There were a few quotes I noted. The first was from Joseph Hammer with Morgan Stanley. He said that to be an effective leader in information security, you have to have a "non-jargon" approach to security and a "healthy dose of honesty." That really resounded with me. We talk to C-suite leaders a lot in my program, and I have found the minute the most technical person in the room starts talking tech-speak, their eyes glaze over. Don't get me wrong, I never go to a meeting with my partner in crime who is my technical brain - the Technical Lead for my team - as it is imperative to have someone who can discuss the more technical issues of the program. However, the reason my partner is so effective is because he can explain the most technical things in a way that anyone can understand them. I have learned so much from him because he takes the time to explain things in a way I can get it. I have also seen how critical a skill that is to have.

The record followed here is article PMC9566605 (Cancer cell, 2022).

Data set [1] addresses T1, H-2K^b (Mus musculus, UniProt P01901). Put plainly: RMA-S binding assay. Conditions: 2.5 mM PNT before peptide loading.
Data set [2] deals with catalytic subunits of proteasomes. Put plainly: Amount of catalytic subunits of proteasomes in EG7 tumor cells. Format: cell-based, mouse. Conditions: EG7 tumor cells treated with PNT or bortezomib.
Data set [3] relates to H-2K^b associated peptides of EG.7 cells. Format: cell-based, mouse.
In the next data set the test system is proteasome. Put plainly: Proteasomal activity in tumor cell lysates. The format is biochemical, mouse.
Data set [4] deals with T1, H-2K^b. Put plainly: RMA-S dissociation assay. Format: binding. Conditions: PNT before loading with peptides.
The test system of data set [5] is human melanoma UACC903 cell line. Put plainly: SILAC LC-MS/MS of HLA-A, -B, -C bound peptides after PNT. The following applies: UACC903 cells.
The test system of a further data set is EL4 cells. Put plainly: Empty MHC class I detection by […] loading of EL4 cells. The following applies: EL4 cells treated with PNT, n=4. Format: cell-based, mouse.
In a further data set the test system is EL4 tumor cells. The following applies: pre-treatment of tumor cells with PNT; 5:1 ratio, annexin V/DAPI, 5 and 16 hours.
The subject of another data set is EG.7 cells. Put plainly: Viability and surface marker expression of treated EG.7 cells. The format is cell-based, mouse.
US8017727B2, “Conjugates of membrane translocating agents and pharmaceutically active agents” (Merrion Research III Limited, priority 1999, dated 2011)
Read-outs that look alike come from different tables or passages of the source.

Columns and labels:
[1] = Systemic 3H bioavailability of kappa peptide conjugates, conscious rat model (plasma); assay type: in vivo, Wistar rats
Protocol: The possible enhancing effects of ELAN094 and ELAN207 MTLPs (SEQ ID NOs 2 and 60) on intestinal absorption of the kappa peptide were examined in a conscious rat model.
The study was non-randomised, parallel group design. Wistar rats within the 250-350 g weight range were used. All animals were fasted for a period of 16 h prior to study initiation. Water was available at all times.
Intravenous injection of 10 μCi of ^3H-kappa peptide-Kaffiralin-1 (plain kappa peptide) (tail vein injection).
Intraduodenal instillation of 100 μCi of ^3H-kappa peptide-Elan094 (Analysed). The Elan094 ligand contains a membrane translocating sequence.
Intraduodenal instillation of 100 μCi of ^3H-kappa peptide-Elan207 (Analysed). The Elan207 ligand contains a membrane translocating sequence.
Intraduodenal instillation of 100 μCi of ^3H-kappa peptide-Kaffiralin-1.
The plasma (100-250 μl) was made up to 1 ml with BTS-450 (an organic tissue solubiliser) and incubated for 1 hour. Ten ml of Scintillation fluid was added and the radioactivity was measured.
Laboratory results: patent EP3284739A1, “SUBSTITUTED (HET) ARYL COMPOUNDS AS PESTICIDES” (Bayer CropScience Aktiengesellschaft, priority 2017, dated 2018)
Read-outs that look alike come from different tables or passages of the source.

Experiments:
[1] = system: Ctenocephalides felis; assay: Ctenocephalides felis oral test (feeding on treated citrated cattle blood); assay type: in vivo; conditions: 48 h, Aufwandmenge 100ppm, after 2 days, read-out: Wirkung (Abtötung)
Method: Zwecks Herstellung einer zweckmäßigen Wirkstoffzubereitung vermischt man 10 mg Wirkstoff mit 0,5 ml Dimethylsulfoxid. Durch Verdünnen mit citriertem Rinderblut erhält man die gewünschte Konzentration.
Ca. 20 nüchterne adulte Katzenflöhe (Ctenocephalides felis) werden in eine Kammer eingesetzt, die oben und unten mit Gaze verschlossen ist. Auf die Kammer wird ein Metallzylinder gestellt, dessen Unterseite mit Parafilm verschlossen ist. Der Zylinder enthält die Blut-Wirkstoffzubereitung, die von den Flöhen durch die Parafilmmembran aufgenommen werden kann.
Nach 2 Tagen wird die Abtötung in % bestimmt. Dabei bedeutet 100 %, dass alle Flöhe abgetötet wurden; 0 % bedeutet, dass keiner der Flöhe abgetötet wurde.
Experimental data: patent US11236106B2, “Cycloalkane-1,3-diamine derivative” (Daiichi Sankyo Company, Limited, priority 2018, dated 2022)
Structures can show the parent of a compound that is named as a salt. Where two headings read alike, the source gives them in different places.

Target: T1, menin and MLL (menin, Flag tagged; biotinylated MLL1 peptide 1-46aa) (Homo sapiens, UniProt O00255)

Another quote was "the more you practice, the more you realize how imprecise the field is...not something you can learn from a textbook." That, too, resonated as I just finished my Masters in Info Sec and was disappointed when I was complete as I felt that I really did not learn that much. I had asked one of the guest speakers from my Emerging Technologies course for recommendations on what our next steps should be, especially for those of us wanting to learn the more technical skills we thought we would get out of the Masters but did not. He said to teach ourselves. Look it up on the Internet and teach yourself how to write code or to hack a computer just so you know how it is done. One of the people I follow on Twitter, Jeremiah Grossman, gave a presentation at a TED conference in January about hacking yourself. I have not yet seen the video but am looking forward to doing so. The summary and comments I have read about it though are essentially, how can you know where you are vulnerable to hackers if you have not looked yourself from their perspective. To me, that is one of the reasons why I want to learn some of the more technical skill sets. The other reason that this resonated was because the next step everyone keeps telling me to do is to get my CISSP. Yet, I also keep hearing from people who have it that it is nothing more than being able to pass a test. So when you are looking for the right candidates for key technical positions, it is not necessarily where they went to school or how many certifications they. It is how well do they understand the art that is network security.